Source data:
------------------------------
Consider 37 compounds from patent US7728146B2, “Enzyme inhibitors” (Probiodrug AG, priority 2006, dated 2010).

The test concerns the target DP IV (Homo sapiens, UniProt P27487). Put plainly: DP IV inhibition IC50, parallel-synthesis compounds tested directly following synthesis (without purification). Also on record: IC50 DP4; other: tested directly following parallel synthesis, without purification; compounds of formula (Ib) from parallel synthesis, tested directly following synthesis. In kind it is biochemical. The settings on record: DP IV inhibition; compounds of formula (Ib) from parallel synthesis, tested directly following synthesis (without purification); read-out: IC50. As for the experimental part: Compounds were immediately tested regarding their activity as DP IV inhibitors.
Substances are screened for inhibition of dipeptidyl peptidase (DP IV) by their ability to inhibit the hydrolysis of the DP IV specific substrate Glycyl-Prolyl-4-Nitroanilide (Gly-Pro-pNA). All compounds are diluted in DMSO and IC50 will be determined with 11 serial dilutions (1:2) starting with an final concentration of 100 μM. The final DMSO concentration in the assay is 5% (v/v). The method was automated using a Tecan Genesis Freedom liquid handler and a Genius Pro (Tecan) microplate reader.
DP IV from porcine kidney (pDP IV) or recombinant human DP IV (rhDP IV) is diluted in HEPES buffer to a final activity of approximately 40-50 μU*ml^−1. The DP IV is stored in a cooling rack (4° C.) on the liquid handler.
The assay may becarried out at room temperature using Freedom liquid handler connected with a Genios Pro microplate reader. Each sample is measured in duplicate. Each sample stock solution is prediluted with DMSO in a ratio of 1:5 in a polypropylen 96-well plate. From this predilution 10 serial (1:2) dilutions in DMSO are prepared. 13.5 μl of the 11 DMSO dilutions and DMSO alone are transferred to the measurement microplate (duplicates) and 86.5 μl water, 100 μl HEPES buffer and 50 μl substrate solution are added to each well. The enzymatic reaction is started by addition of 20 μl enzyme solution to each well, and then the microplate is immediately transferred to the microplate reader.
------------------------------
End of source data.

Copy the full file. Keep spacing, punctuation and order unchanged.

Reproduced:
Consider 37 compounds from patent US7728146B2, “Enzyme inhibitors” (Probiodrug AG, priority 2006, dated 2010).

The test concerns the target DP IV (Homo sapiens, UniProt P27487). Put plainly: DP IV inhibition IC50, parallel-synthesis compounds tested directly following synthesis (without purification). Also on record: IC50 DP4; other: tested directly following parallel synthesis, without purification; compounds of formula (Ib) from parallel synthesis, tested directly following synthesis. In kind it is biochemical. The settings on record: DP IV inhibition; compounds of formula (Ib) from parallel synthesis, tested directly following synthesis (without purification); read-out: IC50. As for the experimental part: Compounds were immediately tested regarding their activity as DP IV inhibitors.
Substances are screened for inhibition of dipeptidyl peptidase (DP IV) by their ability to inhibit the hydrolysis of the DP IV specific substrate Glycyl-Prolyl-4-Nitroanilide (Gly-Pro-pNA). All compounds are diluted in DMSO and IC50 will be determined with 11 serial dilutions (1:2) starting with an final concentration of 100 μM. The final DMSO concentration in the assay is 5% (v/v). The method was automated using a Tecan Genesis Freedom liquid handler and a Genius Pro (Tecan) microplate reader.
DP IV from porcine kidney (pDP IV) or recombinant human DP IV (rhDP IV) is diluted in HEPES buffer to a final activity of approximately 40-50 μU*ml^−1. The DP IV is stored in a cooling rack (4° C.) on the liquid handler.
The assay may becarried out at room temperature using Freedom liquid handler connected with a Genios Pro microplate reader. Each sample is measured in duplicate. Each sample stock solution is prediluted with DMSO in a ratio of 1:5 in a polypropylen 96-well plate. From this predilution 10 serial (1:2) dilutions in DMSO are prepared. 13.5 μl of the 11 DMSO dilutions and DMSO alone are transferred to the measurement microplate (duplicates) and 86.5 μl water, 100 μl HEPES buffer and 50 μl substrate solution are added to each well. The enzymatic reaction is started by addition of 20 μl enzyme solution to each well, and then the microplate is immediately transferred to the microplate reader.